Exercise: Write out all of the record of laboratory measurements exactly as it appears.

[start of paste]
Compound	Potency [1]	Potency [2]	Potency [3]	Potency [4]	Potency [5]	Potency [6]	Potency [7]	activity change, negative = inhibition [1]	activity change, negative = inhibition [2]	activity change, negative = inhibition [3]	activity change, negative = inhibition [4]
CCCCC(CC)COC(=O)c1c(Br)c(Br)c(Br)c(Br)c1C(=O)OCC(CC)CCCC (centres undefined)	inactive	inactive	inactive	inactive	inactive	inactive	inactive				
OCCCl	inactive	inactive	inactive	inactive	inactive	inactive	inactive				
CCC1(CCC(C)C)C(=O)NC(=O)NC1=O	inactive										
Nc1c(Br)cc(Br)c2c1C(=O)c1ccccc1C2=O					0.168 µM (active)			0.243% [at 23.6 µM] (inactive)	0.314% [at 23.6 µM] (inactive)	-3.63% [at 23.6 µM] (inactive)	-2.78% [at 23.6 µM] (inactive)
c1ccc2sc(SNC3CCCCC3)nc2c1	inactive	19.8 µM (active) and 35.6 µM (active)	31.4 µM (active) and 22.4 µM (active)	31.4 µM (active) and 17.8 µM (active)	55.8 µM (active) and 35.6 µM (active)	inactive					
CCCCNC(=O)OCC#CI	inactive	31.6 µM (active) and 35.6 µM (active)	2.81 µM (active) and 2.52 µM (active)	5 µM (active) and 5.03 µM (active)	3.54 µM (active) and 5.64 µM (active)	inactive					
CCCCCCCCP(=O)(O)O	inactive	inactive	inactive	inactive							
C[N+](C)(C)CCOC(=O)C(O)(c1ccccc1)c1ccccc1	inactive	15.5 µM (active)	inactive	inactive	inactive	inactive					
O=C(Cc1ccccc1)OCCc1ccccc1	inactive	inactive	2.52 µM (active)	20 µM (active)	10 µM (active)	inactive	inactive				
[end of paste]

Compound	Potency [1]	Potency [2]	Potency [3]	Potency [4]	Potency [5]	Potency [6]	Potency [7]	activity change, negative = inhibition [1]	activity change, negative = inhibition [2]	activity change, negative = inhibition [3]	activity change, negative = inhibition [4]
CCCCC(CC)COC(=O)c1c(Br)c(Br)c(Br)c(Br)c1C(=O)OCC(CC)CCCC (centres undefined)	inactive	inactive	inactive	inactive	inactive	inactive	inactive				
OCCCl	inactive	inactive	inactive	inactive	inactive	inactive	inactive				
CCC1(CCC(C)C)C(=O)NC(=O)NC1=O	inactive										
Nc1c(Br)cc(Br)c2c1C(=O)c1ccccc1C2=O					0.168 µM (active)			0.243% [at 23.6 µM] (inactive)	0.314% [at 23.6 µM] (inactive)	-3.63% [at 23.6 µM] (inactive)	-2.78% [at 23.6 µM] (inactive)
c1ccc2sc(SNC3CCCCC3)nc2c1	inactive	19.8 µM (active) and 35.6 µM (active)	31.4 µM (active) and 22.4 µM (active)	31.4 µM (active) and 17.8 µM (active)	55.8 µM (active) and 35.6 µM (active)	inactive					
CCCCNC(=O)OCC#CI	inactive	31.6 µM (active) and 35.6 µM (active)	2.81 µM (active) and 2.52 µM (active)	5 µM (active) and 5.03 µM (active)	3.54 µM (active) and 5.64 µM (active)	inactive					
CCCCCCCCP(=O)(O)O	inactive	inactive	inactive	inactive							
C[N+](C)(C)CCOC(=O)C(O)(c1ccccc1)c1ccccc1	inactive	15.5 µM (active)	inactive	inactive	inactive	inactive					
O=C(Cc1ccccc1)OCCc1ccccc1	inactive	inactive	2.52 µM (active)	20 µM (active)	10 µM (active)	inactive	inactive				